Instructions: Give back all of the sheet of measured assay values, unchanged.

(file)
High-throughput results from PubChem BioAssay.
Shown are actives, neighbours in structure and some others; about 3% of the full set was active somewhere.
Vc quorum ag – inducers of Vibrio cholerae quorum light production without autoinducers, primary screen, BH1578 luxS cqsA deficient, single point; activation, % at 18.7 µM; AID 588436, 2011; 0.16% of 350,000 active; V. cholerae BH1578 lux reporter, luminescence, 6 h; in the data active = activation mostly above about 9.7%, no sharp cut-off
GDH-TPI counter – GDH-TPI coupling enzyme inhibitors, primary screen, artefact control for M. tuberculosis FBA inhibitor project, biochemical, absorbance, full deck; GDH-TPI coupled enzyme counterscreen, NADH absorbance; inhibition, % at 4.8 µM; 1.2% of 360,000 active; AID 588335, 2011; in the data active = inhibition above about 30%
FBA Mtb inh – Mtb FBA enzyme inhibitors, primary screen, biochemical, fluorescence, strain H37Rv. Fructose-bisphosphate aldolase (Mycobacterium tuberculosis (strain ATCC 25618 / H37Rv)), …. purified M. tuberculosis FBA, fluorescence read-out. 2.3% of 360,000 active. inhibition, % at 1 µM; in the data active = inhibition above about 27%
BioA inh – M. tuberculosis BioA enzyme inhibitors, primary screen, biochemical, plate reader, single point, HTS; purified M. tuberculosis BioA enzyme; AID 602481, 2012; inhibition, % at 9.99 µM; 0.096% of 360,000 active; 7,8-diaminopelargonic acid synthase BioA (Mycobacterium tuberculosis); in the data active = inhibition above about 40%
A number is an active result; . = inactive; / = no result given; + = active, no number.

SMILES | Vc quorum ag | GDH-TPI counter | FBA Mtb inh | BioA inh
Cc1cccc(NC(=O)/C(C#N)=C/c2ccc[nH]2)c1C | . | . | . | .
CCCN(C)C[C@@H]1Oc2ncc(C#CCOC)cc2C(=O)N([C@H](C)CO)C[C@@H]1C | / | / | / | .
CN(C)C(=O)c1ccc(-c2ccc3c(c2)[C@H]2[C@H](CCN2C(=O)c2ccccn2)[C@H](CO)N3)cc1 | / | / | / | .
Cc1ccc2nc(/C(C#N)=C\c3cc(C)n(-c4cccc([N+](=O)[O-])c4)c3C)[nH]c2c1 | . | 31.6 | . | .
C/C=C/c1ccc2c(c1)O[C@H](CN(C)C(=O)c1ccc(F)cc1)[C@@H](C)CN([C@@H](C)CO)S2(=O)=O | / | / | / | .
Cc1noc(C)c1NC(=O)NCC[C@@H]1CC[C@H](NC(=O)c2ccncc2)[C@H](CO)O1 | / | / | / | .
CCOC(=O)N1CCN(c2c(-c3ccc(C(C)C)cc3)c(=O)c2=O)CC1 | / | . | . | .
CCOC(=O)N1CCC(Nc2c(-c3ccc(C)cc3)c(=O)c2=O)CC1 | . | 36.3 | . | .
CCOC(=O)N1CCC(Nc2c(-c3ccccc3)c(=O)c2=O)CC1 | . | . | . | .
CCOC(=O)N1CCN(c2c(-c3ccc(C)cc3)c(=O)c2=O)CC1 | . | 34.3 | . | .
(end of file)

High-throughput results from PubChem BioAssay.
Shown are actives, neighbours in structure and some others; about 3% of the full set was active somewhere.
Vc quorum ag – inducers of Vibrio cholerae quorum light production without autoinducers, primary screen, BH1578 luxS cqsA deficient, single point; activation, % at 18.7 µM; AID 588436, 2011; 0.16% of 350,000 active; V. cholerae BH1578 lux reporter, luminescence, 6 h; in the data active = activation mostly above about 9.7%, no sharp cut-off
GDH-TPI counter – GDH-TPI coupling enzyme inhibitors, primary screen, artefact control for M. tuberculosis FBA inhibitor project, biochemical, absorbance, full deck; GDH-TPI coupled enzyme counterscreen, NADH absorbance; inhibition, % at 4.8 µM; 1.2% of 360,000 active; AID 588335, 2011; in the data active = inhibition above about 30%
FBA Mtb inh – Mtb FBA enzyme inhibitors, primary screen, biochemical, fluorescence, strain H37Rv. Fructose-bisphosphate aldolase (Mycobacterium tuberculosis (strain ATCC 25618 / H37Rv)), …. purified M. tuberculosis FBA, fluorescence read-out. 2.3% of 360,000 active. inhibition, % at 1 µM; in the data active = inhibition above about 27%
BioA inh – M. tuberculosis BioA enzyme inhibitors, primary screen, biochemical, plate reader, single point, HTS; purified M. tuberculosis BioA enzyme; AID 602481, 2012; inhibition, % at 9.99 µM; 0.096% of 360,000 active; 7,8-diaminopelargonic acid synthase BioA (Mycobacterium tuberculosis); in the data active = inhibition above about 40%
A number is an active result; . = inactive; / = no result given; + = active, no number.

SMILES | Vc quorum ag | GDH-TPI counter | FBA Mtb inh | BioA inh
Cc1cccc(NC(=O)/C(C#N)=C/c2ccc[nH]2)c1C | . | . | . | .
CCCN(C)C[C@@H]1Oc2ncc(C#CCOC)cc2C(=O)N([C@H](C)CO)C[C@@H]1C | / | / | / | .
CN(C)C(=O)c1ccc(-c2ccc3c(c2)[C@H]2[C@H](CCN2C(=O)c2ccccn2)[C@H](CO)N3)cc1 | / | / | / | .
Cc1ccc2nc(/C(C#N)=C\c3cc(C)n(-c4cccc([N+](=O)[O-])c4)c3C)[nH]c2c1 | . | 31.6 | . | .
C/C=C/c1ccc2c(c1)O[C@H](CN(C)C(=O)c1ccc(F)cc1)[C@@H](C)CN([C@@H](C)CO)S2(=O)=O | / | / | / | .
Cc1noc(C)c1NC(=O)NCC[C@@H]1CC[C@H](NC(=O)c2ccncc2)[C@H](CO)O1 | / | / | / | .
CCOC(=O)N1CCN(c2c(-c3ccc(C(C)C)cc3)c(=O)c2=O)CC1 | / | . | . | .
CCOC(=O)N1CCC(Nc2c(-c3ccc(C)cc3)c(=O)c2=O)CC1 | . | 36.3 | . | .
CCOC(=O)N1CCC(Nc2c(-c3ccccc3)c(=O)c2=O)CC1 | . | . | . | .
CCOC(=O)N1CCN(c2c(-c3ccc(C)cc3)c(=O)c2=O)CC1 | . | 34.3 | . | .